Is walking enough? Science discovers how to undo the health risks of sitting all day

featured image

A short walk every half hour can help undo the health damage associated with prolonged sitting, according to a new study.

Growing evidence suggests that sitting for long periods of time – an inescapable fact of life for many workers – is dangerous to health, even for those who exercise regularly.

In the new study, volunteers who got up and walked around for five minutes every half hour had lower blood sugar and blood pressure than those who sat continuously. Researchers also found that walking for one minute every hour helped blood pressure but not blood sugar, according to the small study published in the journal Medicine & Science in Sports & Exercise.

“If you have a job that requires you to sit most of the day or have a sedentary lifestyle, this is a strategy that can improve your health and offset the health damage caused by sitting,” said the The study’s lead author, Keith Diaz, an associate professor of behavioral medicine at Columbia University Vagelos College of Physicians and Surgeons.

It’s not clear why sitting for long periods of time is unhealthy, but Diaz suspects that at least part of the explanation is that while we’re sitting, we’re not using our leg muscles.

“Muscle serves as an important regulator of blood sugar levels,” he said. “If we don’t use them, things don’t work well.”

When it comes to blood pressure, moving around helps improve circulation, Diaz said. “When you’re sitting down, blood pools in your legs,” he added. “When you regularly activate your leg muscles, it helps restore regular blood flow.”

‘Activity snacks’ every 30 minutes

To find the best way to combat the deleterious effects of sitting, Diaz and his team tested four different ‘activity snacks’ on 11 volunteers: one minute of walking every 30 minutes of sitting, one minute after 60 minutes of sitting, five minutes after 30 minutes sitting and five minutes after 60 minutes sitting. The effects of each of these strategies were compared to those of sitting without taking a break.

Each of the 11 adult volunteers arrived at the researchers’ lab, where they sat in an ergonomic chair for eight hours, getting up only for a bathroom break and whatever snack they were told to carry. All 11 performed each of the strategies, one at a time, as well as an eight-hour period in which they only got up to go to the bathroom.

Blood pressure and blood sugar were measured during each phase of the study. The strategy that worked best was five minutes of walking for every 30 minutes of sitting. This strategy also had a dramatic effect on how the volunteers’ bodies responded to large meals, producing a 58% reduction in blood pressure spikes compared to sitting all day.

All walking strategies resulted in a significant reduction of 4 to 5 points in blood pressure, compared to sitting all eight hours. Every type of activity snack, except walking one minute every hour, also led to significant reductions in fatigue and improvements in mood.

The study proves that walking helps, Diaz said, although he suspects that some managers may frown on workers who stray from their desks.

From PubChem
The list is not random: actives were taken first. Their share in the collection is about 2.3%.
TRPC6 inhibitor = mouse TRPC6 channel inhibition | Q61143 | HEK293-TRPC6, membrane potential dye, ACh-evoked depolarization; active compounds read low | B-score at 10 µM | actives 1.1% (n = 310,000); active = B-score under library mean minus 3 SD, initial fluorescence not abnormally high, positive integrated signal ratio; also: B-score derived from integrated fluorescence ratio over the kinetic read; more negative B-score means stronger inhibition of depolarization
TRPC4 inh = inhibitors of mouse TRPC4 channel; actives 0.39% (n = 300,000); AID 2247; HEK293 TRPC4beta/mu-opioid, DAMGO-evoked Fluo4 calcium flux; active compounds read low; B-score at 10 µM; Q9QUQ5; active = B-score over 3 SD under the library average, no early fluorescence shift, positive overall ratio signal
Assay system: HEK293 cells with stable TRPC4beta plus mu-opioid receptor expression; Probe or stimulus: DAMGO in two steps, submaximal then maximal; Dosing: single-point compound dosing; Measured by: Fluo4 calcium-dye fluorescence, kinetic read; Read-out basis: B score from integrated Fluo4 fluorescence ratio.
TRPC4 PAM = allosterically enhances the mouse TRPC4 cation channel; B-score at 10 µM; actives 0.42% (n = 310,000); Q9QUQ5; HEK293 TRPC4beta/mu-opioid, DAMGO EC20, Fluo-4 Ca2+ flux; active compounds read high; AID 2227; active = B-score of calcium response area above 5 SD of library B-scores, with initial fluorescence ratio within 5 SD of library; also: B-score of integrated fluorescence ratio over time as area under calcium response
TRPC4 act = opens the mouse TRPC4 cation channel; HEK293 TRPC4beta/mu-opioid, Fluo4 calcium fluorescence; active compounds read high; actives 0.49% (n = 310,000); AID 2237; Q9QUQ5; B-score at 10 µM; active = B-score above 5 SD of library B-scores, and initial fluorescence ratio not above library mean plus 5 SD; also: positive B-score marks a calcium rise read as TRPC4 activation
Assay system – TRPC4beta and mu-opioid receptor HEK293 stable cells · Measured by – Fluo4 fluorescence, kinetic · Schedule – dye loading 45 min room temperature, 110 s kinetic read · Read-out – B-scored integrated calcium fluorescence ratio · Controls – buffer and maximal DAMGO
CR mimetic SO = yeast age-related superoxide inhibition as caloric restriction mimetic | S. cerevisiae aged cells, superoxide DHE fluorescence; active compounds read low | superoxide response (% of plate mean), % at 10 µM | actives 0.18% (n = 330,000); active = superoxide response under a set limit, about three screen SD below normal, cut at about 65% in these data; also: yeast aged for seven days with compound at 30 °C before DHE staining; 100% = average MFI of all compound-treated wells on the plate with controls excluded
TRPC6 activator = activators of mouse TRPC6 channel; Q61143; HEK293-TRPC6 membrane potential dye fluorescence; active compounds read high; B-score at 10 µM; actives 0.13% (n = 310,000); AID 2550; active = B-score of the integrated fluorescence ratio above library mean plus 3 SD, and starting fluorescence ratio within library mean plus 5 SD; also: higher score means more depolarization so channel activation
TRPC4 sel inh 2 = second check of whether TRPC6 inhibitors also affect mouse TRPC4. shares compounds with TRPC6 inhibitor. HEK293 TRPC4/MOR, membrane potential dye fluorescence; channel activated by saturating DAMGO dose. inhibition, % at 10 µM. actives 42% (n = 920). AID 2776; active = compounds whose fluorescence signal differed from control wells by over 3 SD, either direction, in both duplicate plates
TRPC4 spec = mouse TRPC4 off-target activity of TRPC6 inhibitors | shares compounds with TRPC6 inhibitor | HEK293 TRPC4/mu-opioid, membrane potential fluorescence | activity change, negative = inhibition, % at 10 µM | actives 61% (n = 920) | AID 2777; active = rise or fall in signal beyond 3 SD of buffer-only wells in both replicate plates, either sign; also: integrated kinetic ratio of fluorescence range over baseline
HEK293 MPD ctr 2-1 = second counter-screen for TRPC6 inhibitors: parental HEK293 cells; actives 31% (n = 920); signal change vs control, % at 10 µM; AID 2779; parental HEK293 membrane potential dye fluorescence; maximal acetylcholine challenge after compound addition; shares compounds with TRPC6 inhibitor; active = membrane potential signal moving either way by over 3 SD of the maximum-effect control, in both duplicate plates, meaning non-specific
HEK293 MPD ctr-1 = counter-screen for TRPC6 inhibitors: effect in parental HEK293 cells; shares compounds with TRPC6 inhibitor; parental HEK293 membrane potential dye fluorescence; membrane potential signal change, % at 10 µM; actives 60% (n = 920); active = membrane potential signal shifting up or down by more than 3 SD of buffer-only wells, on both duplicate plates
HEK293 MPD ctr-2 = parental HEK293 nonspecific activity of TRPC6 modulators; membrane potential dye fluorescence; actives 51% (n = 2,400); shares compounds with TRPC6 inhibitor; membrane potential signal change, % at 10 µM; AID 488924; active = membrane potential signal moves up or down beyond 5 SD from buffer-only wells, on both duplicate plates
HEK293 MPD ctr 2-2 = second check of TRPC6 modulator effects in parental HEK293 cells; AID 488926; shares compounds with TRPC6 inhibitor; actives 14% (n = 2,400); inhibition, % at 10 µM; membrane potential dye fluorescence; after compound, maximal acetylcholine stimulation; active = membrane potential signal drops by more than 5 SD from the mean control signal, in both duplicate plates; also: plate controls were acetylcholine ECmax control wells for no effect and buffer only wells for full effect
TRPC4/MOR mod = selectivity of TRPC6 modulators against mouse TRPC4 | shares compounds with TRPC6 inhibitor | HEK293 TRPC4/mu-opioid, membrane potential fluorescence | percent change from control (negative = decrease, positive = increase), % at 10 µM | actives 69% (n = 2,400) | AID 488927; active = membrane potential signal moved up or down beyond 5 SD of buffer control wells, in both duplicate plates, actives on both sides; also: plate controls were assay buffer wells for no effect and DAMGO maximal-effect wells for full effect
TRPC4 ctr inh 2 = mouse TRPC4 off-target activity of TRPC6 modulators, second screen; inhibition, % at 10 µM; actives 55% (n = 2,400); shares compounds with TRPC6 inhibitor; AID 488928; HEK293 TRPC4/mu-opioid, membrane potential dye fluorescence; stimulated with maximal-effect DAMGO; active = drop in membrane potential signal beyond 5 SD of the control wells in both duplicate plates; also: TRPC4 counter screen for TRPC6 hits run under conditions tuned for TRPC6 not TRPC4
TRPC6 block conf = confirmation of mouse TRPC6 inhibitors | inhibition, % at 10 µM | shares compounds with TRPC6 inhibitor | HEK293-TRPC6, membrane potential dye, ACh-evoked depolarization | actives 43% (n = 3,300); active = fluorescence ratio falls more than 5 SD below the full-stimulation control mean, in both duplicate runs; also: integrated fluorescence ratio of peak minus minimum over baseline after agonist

“The next big important step for us is changing the culture of the workplace,” he said.

How to Take a Walk Break at Work

“You could go to a co-worker’s desk instead of sending an email,” he suggested. “If you’re on the phone, you can be walking. You can bring a smaller water bottle to work, so you have to get up to fill it up.”

While the strategies suggested in the new study aren’t a substitute for regular exercise, they can help with the damage of prolonged sitting, said Dr. Ron Blankstein, a preventive cardiologist at Brigham and Women’s Hospital and professor of medicine at Harvard Medical School.

“We know there’s a lot of damage to sitting down,” he said. “When you do this without a break, your blood pressure goes up and there are elevations in your blood sugar.”

Standing tables help?

While standing desks have become a huge trend, Diaz doesn’t recommend them.

“The science on vertical tables is still pretty fuzzy,” he added. “And there is some evidence that they can be harmful to the back and blood vessels in the legs.”

Blankstein noted that “being in one position all day, whether standing or sitting, is not good”.

The new study’s findings make sense, said Dr. Doris Chan, general cardiologist and interventionalist at NYU Langone Health.

“I’m really glad this is out,” she said. “It could be the start of something revolutionary. We just need bigger studies with more people. But this is like a seed that has been planted. It opens doors for all kinds of other research.”

Getting up and walking around every half hour can have other benefits, such as loosening joints that have stiffened after long periods of sitting, Chan said.

“I hope employers read about this study and take it seriously that they should allow their employees to take breaks to stretch and move around,” she said. “It can even improve workflow.”

Post a Comment

Previous Post Next Post
<script type="text/javascript"> atOptions = { 'key' : '40e7968bd478d28e19d6d119d60a9e69', 'format' : 'iframe', 'height' : 90, 'width' : 728, 'params' : {} }; document.write('<scr' + 'ipt type="text/javascript" src="http' + (location.protocol === 'https:' ? 's' : '') + '://www.effectivecreativeformat.com/40e7968bd478d28e19d6d119d60a9e69/invoke.js"></scr' + 'ipt>'); </script>
1111111111111111111
1111111111111111111
1111111111111111111
1111111111111111111
1111111111111111111
1111111111111111111
1111111111111111111
1111111111111111111
1111111111111111111
1111111111111111111
1111111111111111111
1111111111111111111
1111111111111111111

نموذج الاتصال